VCU Celebrates Home Of Va. Women’s Suffragette Movement

By Tim Bajkiewicz
VCU InSight

RICHMOND, Va.–About 100 marchers helped rename a building on the Virginia Commonwealth University campus in mid-November and reaffirmed the legacy of the struggle for women to vote in Virginia and the United States.

The march began at the James Branch Cabell Library on VCU’s Monroe Park campus and ended at 919 W. Franklin St., the former home of Anne Clay Crenshaw. That same day in 1909–November 18–she and 18 other women created the Equal Suffrage League of Virginia, which later became the League of Women Voters of Virginia.

“Well, I’m thrilled because I think it’s important that we remember our history. And that’s one of the reasons I brought my daughter today,” said Dr. Catherine Ingrassia, executive associate dean for research and graduate affairs, VCU College of Humanities and Sciences.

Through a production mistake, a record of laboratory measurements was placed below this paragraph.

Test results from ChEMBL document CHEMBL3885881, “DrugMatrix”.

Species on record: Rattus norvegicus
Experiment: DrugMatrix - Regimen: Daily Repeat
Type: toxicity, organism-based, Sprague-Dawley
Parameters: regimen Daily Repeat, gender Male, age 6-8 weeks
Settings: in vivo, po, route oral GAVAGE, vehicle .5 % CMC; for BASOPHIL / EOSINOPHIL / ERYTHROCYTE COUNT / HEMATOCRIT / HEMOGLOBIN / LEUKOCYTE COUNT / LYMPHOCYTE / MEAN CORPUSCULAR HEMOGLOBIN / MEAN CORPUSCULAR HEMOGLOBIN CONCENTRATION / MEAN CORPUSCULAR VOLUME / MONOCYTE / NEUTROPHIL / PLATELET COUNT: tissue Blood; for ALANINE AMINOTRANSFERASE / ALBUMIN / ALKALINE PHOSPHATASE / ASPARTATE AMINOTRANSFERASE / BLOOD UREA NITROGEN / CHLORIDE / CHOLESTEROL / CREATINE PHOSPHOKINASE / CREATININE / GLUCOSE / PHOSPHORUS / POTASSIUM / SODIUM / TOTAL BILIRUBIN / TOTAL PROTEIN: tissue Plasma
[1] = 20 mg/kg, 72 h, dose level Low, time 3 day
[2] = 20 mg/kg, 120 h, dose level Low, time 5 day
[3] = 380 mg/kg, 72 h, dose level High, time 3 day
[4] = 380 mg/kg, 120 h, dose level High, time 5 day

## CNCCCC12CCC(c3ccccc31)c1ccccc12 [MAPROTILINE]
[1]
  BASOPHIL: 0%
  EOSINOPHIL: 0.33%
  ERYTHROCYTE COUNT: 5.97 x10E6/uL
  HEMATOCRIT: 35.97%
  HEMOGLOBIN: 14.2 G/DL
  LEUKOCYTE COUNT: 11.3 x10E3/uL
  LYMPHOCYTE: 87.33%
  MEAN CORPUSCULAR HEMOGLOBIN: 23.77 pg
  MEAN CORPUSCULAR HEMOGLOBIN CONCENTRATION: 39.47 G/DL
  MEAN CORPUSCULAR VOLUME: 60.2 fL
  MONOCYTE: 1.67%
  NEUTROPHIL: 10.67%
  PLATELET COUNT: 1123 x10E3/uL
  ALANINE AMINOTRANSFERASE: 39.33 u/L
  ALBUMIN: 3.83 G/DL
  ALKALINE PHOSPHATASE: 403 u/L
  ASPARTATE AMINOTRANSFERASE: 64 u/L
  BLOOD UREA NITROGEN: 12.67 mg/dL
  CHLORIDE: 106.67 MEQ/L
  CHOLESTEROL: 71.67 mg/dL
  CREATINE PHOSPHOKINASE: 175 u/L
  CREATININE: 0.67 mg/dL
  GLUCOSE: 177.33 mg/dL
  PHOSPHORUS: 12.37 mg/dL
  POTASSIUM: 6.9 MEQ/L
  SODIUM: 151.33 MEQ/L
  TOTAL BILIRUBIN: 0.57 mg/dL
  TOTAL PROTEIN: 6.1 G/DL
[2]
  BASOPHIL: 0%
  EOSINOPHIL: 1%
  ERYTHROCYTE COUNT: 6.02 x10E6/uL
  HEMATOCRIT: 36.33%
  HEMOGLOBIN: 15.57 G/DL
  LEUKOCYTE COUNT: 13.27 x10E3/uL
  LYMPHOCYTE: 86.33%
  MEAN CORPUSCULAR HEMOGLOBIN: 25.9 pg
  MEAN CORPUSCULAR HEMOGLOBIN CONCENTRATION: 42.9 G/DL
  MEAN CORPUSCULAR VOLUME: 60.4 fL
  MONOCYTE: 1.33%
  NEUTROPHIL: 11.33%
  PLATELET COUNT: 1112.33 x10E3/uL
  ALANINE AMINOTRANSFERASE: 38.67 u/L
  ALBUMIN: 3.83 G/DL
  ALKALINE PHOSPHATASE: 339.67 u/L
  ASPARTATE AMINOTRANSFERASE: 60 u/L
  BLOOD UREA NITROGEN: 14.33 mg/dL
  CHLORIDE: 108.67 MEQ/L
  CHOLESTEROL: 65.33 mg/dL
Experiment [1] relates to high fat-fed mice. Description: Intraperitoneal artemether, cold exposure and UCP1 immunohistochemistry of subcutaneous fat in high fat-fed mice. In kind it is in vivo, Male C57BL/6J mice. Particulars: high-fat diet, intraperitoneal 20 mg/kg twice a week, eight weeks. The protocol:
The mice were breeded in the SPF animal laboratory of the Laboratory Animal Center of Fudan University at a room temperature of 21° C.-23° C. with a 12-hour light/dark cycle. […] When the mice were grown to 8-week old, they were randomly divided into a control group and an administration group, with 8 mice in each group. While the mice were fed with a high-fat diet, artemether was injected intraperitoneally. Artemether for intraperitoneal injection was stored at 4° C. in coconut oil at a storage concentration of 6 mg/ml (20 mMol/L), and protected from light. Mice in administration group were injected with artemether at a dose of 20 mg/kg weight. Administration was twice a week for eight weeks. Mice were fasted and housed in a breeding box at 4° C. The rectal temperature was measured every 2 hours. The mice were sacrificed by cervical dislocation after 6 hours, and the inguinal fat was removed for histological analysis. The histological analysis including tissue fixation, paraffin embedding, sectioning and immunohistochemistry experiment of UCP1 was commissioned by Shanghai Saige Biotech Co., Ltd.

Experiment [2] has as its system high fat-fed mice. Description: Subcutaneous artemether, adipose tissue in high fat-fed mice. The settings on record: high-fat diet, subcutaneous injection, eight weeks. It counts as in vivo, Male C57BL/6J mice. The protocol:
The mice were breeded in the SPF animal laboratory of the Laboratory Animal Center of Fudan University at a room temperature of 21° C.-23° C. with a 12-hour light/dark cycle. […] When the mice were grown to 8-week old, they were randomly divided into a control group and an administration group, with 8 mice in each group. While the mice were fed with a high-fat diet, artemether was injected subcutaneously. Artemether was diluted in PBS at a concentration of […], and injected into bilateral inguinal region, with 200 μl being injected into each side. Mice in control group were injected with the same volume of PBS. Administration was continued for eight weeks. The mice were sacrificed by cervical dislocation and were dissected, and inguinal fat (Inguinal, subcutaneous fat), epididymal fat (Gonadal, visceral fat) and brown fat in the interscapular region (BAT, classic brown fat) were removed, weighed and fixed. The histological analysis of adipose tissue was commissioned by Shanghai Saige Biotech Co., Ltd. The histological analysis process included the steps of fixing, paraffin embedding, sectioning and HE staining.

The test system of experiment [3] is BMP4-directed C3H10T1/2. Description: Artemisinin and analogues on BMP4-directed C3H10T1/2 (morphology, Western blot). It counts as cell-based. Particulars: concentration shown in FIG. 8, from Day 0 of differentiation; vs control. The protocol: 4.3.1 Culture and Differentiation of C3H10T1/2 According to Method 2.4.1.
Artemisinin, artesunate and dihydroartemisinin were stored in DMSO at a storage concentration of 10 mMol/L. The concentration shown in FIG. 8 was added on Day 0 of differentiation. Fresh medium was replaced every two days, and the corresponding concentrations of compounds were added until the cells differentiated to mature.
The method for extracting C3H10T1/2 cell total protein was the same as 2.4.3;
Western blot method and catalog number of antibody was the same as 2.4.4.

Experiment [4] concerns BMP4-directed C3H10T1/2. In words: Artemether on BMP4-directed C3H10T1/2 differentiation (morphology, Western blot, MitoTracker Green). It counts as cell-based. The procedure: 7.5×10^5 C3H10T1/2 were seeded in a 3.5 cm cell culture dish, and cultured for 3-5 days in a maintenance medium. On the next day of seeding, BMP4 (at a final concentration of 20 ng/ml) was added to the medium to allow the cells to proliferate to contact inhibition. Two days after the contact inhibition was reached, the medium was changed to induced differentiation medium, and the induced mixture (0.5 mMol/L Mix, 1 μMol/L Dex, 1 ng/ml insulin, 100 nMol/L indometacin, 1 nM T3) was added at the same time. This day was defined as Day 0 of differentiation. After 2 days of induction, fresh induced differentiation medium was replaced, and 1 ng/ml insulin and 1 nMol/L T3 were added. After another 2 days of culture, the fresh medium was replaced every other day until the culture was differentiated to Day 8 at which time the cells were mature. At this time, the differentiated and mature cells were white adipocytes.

The 19th Amendment to the U.S. Constitution in 1920 gave women the right to vote.

The renamed Crenshaw House is home to VCU’s Center for Public Policy. VCU First Lady Monica Rao and VCU Rector Anne G. “Panny” Rhodes briefly spoke at the event.

See the VCU Library’s special online exhibit, “100th Anniversary of the founding of the Equal Suffrage League of Virginia.”

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Filed under History, Richmond

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